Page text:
Many people think that if they can’t get an effective workout in a home gym. It doesn’t take much or really anything to be able to work out and train effectively at home, except some empty space, dedication and a little knowledge. You don’t need any weights, your body weight is just fine, and you don’t need any expensive treadmills or anything either. I personally have a gym membership because I love to lift weights and enjoy the atmosphere in the gym (as well as it only costing $11 a month) but I still can’t do everything at the gym I want and still have a home gym to train in. There is no punching bags or speed bags at the gym, no one to train self defense techniques with and no space to do it in safely, and training self defense techniques in public always seems to draw people with dumb comments or wanting to test you, and that’s not what I am there for.
In this article I am going to let you into my home gym and go over the equipment I use, which is effective and inexpensive to not only train for fitness, but self defense as well. The greatest benefit to having this space is that it is open 24 hours a day, 365 days a year, which removes the excuse that I can’t make it to the gym. This is actually a benefit, because it then places all of the focus on me, my desire and dedication as to whether I work out or not. So let’s go see what’s up here at home!
Welcome to my home “gym”, also known as my garage! I also train in my back yard when it isn’t 90-100 degrees outside here in Florida, and even the garage is a sweat box most of the year. SAFETY TIP!!! – If you happen to live in a hot climate, and train outdoors or in a garage with no air conditioning, be sure to stay hydrated and listen to your body. If you begin to get overheated, dizzy, or light headed, it is time to quit or at least take a break. Heat injuries sneak up on you very quickly! It’s technically fall and it’s still in the low nineties here still!
Okay, looking at my equipment above, you can see I have a kicking shield and focus mitts, both of which are red, which you can use with your training partner to practice your punches, strikes and kicks. They are hand held, are cheaper than getting a punching bag, and your partner can move around while you strike, adding a bit more realism to the training. The black baseball bat looking thing is a blocking target used to practice blocking strikes that come from overhead or around (like a haymaker type punch) or simulates getting struck with a club or stick. It is padded so that the defender feels the impact but is not injured. Those are the partner training tools and are used to train your self defense techniques.
Because of my work schedule and things I need to do at home, I don’t have time to go to the gym every day of the week. I go three days a week and the other days I do a fitness work out at home in my garage. For upper body (Chest, shoulders, back and arms) I use the black rotating push up bars to perform push ups. What I like about this particular set is that they rotate to allow my hands to find the best position for me and my wrists. You can also do push ups with your hands on the floor, but using bars allows you to go lower at the bottom of the movement, getting a better stretch and range of movement. I also have a 25 pound kettlebell (red and black in color) to perform kettlebell swings, rowing, pressing and curling movements as well. The dumbbells pictured in the photo are blue hand walking weights ranging from 3 to 5 pounds and are used primarily for warming up my shoulders and I hold them while walking or performing punches to strengthen the muscles needed for that technique. The green dumbbells are 8 pounds and are used for the same thing.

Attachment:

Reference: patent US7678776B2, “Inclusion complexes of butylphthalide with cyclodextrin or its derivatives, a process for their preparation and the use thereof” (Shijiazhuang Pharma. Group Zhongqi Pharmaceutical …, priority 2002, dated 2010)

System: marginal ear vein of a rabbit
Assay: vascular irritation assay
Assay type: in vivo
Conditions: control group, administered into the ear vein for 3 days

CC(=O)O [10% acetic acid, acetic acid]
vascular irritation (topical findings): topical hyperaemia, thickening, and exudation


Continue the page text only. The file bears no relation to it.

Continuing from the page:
The resistance bands (red, black and green) is the most versatile piece of equipment I have and are very economical. You can use them to get a full body workout, working all of the muscle groups and not spend more than 30 dollars on a good set! I use them to work my chest, back, arms, shoulders, legs and abs, and they vary from a very low (easy) resistance to a higher (more difficult) resistance. Resistance bands should be a must in any home gym! To the left of the push up bars, also black in color is an ab wheel, which is a pretty old piece of equipment and has been around for a long time. It is a difficult exercise but a very effective one for strengthening your abs and core stability!
The exercise ball and white piece of PVC pipe are used for abdominal work, crunches and twisting with the bar across my shoulders. I also use the bar for stretching movements as well. The black things between the striking mitts and the padded bat are ankle weights, 5 lbs each, which I use when performing kicking techniques and even on my wrists while punching. The key with using ankle weights is to perform the techniques slowly, not full speed, because when performing them at speed with the weights on it puts too much stress on the knee, shoulder or elbow joint, especially at the end of the movement when you have to reverse direction and bring it back. (Because we do not leave our punches/kicks hanging out there!) Last but not least, the 2 x 4 piece of wood is not in there by accident! I use it under my heels to do bodyweight squats so that I can go deeper than my calves allow. No mater how much I stretch my calves, when I go into a full squat my heels will start to come off of the ground and having the wood under them allows me to stay stable instead of rolling forward onto my toes. I also use the wood to do calf raises and work my calf muscles.
To practice striking, punching and develop my hand eye coordination, I have a floor based punching bag, a makiwara board and a speed bag. Each one develops different aspects of your striking, whether it be hand speed, timing or power and conditioning. I will go over each in turn and explain the benefits and drawbacks.